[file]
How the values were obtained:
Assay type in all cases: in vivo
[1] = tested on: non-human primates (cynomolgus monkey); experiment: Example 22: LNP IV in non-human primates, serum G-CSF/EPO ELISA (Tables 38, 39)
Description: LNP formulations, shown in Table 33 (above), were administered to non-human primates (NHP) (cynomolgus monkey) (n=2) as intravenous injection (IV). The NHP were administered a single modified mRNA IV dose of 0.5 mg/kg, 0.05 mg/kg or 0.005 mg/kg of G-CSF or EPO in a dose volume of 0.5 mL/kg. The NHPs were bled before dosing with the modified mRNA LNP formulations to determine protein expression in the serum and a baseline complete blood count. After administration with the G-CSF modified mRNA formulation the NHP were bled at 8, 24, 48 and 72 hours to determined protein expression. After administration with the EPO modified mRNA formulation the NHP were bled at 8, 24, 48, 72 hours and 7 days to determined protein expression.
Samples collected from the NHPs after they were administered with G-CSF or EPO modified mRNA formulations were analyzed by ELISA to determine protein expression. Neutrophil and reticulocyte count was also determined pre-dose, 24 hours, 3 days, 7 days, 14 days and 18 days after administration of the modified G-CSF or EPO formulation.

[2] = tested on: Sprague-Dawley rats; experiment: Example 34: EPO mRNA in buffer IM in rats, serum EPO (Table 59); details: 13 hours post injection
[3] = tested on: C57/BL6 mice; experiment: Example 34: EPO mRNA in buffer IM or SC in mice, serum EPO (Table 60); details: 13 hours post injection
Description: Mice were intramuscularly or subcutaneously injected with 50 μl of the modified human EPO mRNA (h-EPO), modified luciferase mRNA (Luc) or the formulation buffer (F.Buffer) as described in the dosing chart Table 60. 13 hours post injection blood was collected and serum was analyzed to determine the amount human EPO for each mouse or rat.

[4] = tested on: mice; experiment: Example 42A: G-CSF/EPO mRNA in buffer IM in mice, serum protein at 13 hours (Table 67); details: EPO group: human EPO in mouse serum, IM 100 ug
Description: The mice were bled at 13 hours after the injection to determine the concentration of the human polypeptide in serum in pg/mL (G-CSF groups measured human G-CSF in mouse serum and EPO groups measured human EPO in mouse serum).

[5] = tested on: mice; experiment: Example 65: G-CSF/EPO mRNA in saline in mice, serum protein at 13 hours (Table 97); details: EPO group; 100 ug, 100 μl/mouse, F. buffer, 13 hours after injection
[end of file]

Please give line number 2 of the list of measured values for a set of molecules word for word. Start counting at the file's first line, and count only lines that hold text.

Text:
Assay type in all cases: in vivo